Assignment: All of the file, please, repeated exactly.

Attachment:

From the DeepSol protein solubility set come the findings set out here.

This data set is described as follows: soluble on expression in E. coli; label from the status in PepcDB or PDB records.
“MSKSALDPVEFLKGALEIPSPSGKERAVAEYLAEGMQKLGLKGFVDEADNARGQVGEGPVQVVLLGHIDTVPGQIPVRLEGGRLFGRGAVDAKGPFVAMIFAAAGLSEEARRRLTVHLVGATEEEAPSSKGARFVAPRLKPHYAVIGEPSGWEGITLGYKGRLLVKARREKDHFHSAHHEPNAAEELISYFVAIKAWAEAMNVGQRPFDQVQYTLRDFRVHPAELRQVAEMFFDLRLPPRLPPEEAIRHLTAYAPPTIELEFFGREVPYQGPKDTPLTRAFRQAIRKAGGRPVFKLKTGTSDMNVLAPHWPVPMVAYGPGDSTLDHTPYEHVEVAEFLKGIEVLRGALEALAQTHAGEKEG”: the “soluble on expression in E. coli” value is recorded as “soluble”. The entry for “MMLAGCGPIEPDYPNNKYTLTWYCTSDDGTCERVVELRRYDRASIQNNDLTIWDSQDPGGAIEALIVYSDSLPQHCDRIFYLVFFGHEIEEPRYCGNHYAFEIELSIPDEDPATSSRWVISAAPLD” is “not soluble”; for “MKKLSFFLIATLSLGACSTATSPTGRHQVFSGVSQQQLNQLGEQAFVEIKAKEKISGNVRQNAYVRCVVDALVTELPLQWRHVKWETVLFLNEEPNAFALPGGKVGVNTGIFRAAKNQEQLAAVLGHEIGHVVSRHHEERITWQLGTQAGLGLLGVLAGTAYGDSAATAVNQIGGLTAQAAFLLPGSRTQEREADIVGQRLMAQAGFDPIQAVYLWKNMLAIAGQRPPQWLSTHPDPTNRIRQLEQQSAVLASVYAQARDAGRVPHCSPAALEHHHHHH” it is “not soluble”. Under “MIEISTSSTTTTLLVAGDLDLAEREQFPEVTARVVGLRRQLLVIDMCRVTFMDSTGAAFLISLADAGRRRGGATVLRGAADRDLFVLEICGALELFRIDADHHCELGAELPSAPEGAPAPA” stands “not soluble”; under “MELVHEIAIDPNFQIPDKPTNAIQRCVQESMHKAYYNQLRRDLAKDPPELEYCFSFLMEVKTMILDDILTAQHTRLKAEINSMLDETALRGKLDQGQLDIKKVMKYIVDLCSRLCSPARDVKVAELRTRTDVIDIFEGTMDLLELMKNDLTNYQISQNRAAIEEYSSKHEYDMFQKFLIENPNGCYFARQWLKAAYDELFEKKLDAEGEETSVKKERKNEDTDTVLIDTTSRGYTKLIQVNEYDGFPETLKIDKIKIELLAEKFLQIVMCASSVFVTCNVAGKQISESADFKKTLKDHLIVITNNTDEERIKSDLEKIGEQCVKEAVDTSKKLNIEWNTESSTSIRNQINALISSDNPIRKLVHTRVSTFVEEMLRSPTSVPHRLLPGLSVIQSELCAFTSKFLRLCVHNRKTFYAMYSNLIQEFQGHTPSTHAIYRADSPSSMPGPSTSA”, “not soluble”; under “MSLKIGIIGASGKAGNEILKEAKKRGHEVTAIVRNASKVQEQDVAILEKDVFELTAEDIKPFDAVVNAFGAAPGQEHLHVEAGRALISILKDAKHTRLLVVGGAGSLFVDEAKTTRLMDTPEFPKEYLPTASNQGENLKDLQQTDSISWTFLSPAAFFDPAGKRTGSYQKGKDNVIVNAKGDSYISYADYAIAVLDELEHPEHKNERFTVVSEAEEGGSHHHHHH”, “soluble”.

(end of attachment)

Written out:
From the DeepSol protein solubility set come the findings set out here.

This data set is described as follows: soluble on expression in E. coli; label from the status in PepcDB or PDB records.
“MSKSALDPVEFLKGALEIPSPSGKERAVAEYLAEGMQKLGLKGFVDEADNARGQVGEGPVQVVLLGHIDTVPGQIPVRLEGGRLFGRGAVDAKGPFVAMIFAAAGLSEEARRRLTVHLVGATEEEAPSSKGARFVAPRLKPHYAVIGEPSGWEGITLGYKGRLLVKARREKDHFHSAHHEPNAAEELISYFVAIKAWAEAMNVGQRPFDQVQYTLRDFRVHPAELRQVAEMFFDLRLPPRLPPEEAIRHLTAYAPPTIELEFFGREVPYQGPKDTPLTRAFRQAIRKAGGRPVFKLKTGTSDMNVLAPHWPVPMVAYGPGDSTLDHTPYEHVEVAEFLKGIEVLRGALEALAQTHAGEKEG”: the “soluble on expression in E. coli” value is recorded as “soluble”. The entry for “MMLAGCGPIEPDYPNNKYTLTWYCTSDDGTCERVVELRRYDRASIQNNDLTIWDSQDPGGAIEALIVYSDSLPQHCDRIFYLVFFGHEIEEPRYCGNHYAFEIELSIPDEDPATSSRWVISAAPLD” is “not soluble”; for “MKKLSFFLIATLSLGACSTATSPTGRHQVFSGVSQQQLNQLGEQAFVEIKAKEKISGNVRQNAYVRCVVDALVTELPLQWRHVKWETVLFLNEEPNAFALPGGKVGVNTGIFRAAKNQEQLAAVLGHEIGHVVSRHHEERITWQLGTQAGLGLLGVLAGTAYGDSAATAVNQIGGLTAQAAFLLPGSRTQEREADIVGQRLMAQAGFDPIQAVYLWKNMLAIAGQRPPQWLSTHPDPTNRIRQLEQQSAVLASVYAQARDAGRVPHCSPAALEHHHHHH” it is “not soluble”. Under “MIEISTSSTTTTLLVAGDLDLAEREQFPEVTARVVGLRRQLLVIDMCRVTFMDSTGAAFLISLADAGRRRGGATVLRGAADRDLFVLEICGALELFRIDADHHCELGAELPSAPEGAPAPA” stands “not soluble”; under “MELVHEIAIDPNFQIPDKPTNAIQRCVQESMHKAYYNQLRRDLAKDPPELEYCFSFLMEVKTMILDDILTAQHTRLKAEINSMLDETALRGKLDQGQLDIKKVMKYIVDLCSRLCSPARDVKVAELRTRTDVIDIFEGTMDLLELMKNDLTNYQISQNRAAIEEYSSKHEYDMFQKFLIENPNGCYFARQWLKAAYDELFEKKLDAEGEETSVKKERKNEDTDTVLIDTTSRGYTKLIQVNEYDGFPETLKIDKIKIELLAEKFLQIVMCASSVFVTCNVAGKQISESADFKKTLKDHLIVITNNTDEERIKSDLEKIGEQCVKEAVDTSKKLNIEWNTESSTSIRNQINALISSDNPIRKLVHTRVSTFVEEMLRSPTSVPHRLLPGLSVIQSELCAFTSKFLRLCVHNRKTFYAMYSNLIQEFQGHTPSTHAIYRADSPSSMPGPSTSA”, “not soluble”; under “MSLKIGIIGASGKAGNEILKEAKKRGHEVTAIVRNASKVQEQDVAILEKDVFELTAEDIKPFDAVVNAFGAAPGQEHLHVEAGRALISILKDAKHTRLLVVGGAGSLFVDEAKTTRLMDTPEFPKEYLPTASNQGENLKDLQQTDSISWTFLSPAAFFDPAGKRTGSYQKGKDNVIVNAKGDSYISYADYAIAVLDELEHPEHKNERFTVVSEAEEGGSHHHHHH”, “soluble”.